As any of the now-struggling auto makers can attest, changing perceptions about a brand is an extremely hard proposition. Likewise, despite lingering image issues to the contrary, Suzuki’s original compact SUV “Sidekick” is long gone and in its place is the Grand Vitara. And while it is not completely capable of tossing off previous criticisms, it may be the best small SUV on the market.
Like many of the Suzuki models, the Grand Vitara did not sell particularly well when first introduced to America. The main issues revolved around the engine, which was noisy, underpowered and inefficient. Quite a combination. The current generation Grand Vitara has been around since 2006 and for 2009 comes with either a 4-cylinder engine that produces 166 hp or V6 that cranks out 230 horses, 45 more than the old V6. The fuel economy difference between the two engines in 2WD is negligible: 19 mpg city/26 mpg highway for the 4-cylinder and 18/24 for the V6, making the V6 an even more attractive option. In any case, fuel economy is now almost identical to the Honda CR-V. Both engines use the same 5-speed manual or automatic. In addition to the rear-drive models, Suzuki offers two 4wd systems. The first is a single-mode system without low-range gearing. The other, called Four-Mode by Suzuki, is a full-time 4wd system with a 2-speed transfer case. In 4 High, power goes to the front wheels only as needed, helping improve the Grand Vitara’s fuel economy.
In comparison to the Honda CR-V, which is the best-seller in this class, the Suzuki feels much more like a “real” SUV. This is in no small measure due to the use of a rugged unit-body chassis that is reinforced by a ladder-style frame. The company says this enhances the vehicle’s off-road and towing abilities. All Grand Vitara models are fitted with stability control and side-curtain airbags (with rollover sensors) as standard equipment, along with rear disc brakes. Inside, the Grand Vitara has seating for five and comes in three trim levels: base, XSport and Luxury. Even the base model comes with a nice mix of features including automatic climate control, full power accessories and side and side curtain airbags. The XSport has a few additional items including keyless startup, while the top-line Luxury has leather seating. Starting price for the Grand Vitara is $18,499, over $2000 less than the entry price for a Honda CR-V.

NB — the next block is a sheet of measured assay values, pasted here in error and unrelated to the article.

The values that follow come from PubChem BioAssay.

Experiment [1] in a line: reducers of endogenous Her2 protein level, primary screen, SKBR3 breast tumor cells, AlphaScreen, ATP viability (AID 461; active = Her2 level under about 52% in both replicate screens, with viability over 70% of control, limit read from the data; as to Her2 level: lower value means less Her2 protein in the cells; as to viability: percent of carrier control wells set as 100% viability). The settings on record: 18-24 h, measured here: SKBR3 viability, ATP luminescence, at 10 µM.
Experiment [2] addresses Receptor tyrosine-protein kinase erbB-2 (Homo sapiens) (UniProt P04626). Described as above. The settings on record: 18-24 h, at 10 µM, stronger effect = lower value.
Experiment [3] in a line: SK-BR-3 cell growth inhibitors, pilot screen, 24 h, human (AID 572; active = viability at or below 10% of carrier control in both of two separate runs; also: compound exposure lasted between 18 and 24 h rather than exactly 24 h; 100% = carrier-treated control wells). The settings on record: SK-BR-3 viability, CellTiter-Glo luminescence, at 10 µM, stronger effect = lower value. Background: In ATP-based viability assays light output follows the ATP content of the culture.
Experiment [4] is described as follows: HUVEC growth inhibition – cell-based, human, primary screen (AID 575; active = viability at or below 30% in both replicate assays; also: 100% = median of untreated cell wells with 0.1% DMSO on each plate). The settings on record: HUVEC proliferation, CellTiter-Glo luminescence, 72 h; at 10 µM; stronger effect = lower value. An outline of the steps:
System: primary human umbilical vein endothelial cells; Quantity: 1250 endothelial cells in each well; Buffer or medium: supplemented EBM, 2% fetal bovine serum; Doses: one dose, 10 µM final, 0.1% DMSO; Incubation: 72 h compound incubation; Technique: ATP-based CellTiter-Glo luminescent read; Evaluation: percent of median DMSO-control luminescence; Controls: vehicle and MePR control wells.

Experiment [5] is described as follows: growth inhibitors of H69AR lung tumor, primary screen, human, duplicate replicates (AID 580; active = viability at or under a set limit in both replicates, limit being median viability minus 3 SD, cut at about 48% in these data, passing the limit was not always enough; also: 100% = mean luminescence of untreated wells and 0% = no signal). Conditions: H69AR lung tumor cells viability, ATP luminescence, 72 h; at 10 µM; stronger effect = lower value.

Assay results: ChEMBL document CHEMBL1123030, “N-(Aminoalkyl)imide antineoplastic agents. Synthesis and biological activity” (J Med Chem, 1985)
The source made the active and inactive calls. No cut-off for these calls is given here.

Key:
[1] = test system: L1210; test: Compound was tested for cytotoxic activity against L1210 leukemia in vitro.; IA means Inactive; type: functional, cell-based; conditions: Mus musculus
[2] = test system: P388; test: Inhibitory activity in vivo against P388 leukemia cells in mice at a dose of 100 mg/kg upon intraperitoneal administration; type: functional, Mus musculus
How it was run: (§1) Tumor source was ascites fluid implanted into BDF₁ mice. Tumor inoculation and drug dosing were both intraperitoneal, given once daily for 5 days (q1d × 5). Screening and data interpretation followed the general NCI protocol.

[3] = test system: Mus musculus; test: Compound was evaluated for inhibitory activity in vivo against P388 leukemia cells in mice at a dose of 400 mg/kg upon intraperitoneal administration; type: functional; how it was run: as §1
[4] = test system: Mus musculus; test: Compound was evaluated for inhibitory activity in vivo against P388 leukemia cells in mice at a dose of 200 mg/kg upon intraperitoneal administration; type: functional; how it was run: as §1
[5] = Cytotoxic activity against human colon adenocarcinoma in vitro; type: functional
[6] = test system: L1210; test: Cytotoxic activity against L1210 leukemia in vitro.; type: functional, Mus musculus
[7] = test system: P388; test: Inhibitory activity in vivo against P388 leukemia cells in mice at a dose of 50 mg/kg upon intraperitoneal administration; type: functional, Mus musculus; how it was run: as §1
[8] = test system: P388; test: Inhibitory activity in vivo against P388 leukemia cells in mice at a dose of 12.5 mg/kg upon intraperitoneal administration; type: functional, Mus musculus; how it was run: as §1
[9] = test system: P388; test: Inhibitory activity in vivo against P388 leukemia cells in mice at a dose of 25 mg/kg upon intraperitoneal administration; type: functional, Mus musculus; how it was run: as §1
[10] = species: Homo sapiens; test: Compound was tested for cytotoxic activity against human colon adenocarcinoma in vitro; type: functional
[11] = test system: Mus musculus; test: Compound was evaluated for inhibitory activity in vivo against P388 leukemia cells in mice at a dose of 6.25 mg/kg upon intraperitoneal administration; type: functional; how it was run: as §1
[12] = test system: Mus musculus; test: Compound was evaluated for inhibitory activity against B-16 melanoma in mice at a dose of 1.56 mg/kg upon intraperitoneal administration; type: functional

While the amount of time a Suzuki owner will actually spend on anything but pavement is remote, in addition to all of the aforementioned improvements to accommodate the usual trials of urban motoring, unlike its competitors, the Grand Vitara is up for the occasional run out in the dirt.